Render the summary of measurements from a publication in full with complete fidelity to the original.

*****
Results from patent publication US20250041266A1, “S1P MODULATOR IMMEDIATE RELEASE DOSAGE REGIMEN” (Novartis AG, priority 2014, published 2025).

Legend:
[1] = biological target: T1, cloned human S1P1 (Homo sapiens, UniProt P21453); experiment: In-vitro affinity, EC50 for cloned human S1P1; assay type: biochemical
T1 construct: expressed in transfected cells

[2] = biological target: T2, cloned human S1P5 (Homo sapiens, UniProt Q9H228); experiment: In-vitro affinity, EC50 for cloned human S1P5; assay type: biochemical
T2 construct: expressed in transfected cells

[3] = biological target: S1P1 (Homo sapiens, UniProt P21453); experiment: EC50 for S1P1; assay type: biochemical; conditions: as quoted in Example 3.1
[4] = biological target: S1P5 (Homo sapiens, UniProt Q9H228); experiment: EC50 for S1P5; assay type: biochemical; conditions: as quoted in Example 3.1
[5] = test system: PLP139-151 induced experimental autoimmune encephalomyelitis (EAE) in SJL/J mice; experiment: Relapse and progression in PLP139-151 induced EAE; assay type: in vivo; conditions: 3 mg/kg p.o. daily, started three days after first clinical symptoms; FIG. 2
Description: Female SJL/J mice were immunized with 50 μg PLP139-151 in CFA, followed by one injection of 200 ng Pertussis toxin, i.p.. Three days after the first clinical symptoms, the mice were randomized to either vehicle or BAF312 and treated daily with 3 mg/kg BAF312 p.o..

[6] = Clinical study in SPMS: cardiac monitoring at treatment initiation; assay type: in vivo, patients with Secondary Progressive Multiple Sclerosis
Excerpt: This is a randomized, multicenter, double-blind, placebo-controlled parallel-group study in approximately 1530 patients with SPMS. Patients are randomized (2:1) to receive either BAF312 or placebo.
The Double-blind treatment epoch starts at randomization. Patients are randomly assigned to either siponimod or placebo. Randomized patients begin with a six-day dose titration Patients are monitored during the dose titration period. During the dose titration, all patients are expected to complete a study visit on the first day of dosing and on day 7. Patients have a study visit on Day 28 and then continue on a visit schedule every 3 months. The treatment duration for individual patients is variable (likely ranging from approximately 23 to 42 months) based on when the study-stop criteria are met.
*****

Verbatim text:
Results from patent publication US20250041266A1, “S1P MODULATOR IMMEDIATE RELEASE DOSAGE REGIMEN” (Novartis AG, priority 2014, published 2025).

Legend:
[1] = biological target: T1, cloned human S1P1 (Homo sapiens, UniProt P21453); experiment: In-vitro affinity, EC50 for cloned human S1P1; assay type: biochemical
T1 construct: expressed in transfected cells

[2] = biological target: T2, cloned human S1P5 (Homo sapiens, UniProt Q9H228); experiment: In-vitro affinity, EC50 for cloned human S1P5; assay type: biochemical
T2 construct: expressed in transfected cells

[3] = biological target: S1P1 (Homo sapiens, UniProt P21453); experiment: EC50 for S1P1; assay type: biochemical; conditions: as quoted in Example 3.1
[4] = biological target: S1P5 (Homo sapiens, UniProt Q9H228); experiment: EC50 for S1P5; assay type: biochemical; conditions: as quoted in Example 3.1
[5] = test system: PLP139-151 induced experimental autoimmune encephalomyelitis (EAE) in SJL/J mice; experiment: Relapse and progression in PLP139-151 induced EAE; assay type: in vivo; conditions: 3 mg/kg p.o. daily, started three days after first clinical symptoms; FIG. 2
Description: Female SJL/J mice were immunized with 50 μg PLP139-151 in CFA, followed by one injection of 200 ng Pertussis toxin, i.p.. Three days after the first clinical symptoms, the mice were randomized to either vehicle or BAF312 and treated daily with 3 mg/kg BAF312 p.o..

[6] = Clinical study in SPMS: cardiac monitoring at treatment initiation; assay type: in vivo, patients with Secondary Progressive Multiple Sclerosis
Excerpt: This is a randomized, multicenter, double-blind, placebo-controlled parallel-group study in approximately 1530 patients with SPMS. Patients are randomized (2:1) to receive either BAF312 or placebo.
The Double-blind treatment epoch starts at randomization. Patients are randomly assigned to either siponimod or placebo. Randomized patients begin with a six-day dose titration Patients are monitored during the dose titration period. During the dose titration, all patients are expected to complete a study visit on the first day of dosing and on day 7. Patients have a study visit on Day 28 and then continue on a visit schedule every 3 months. The treatment duration for individual patients is variable (likely ranging from approximately 23 to 42 months) based on when the study-stop criteria are met.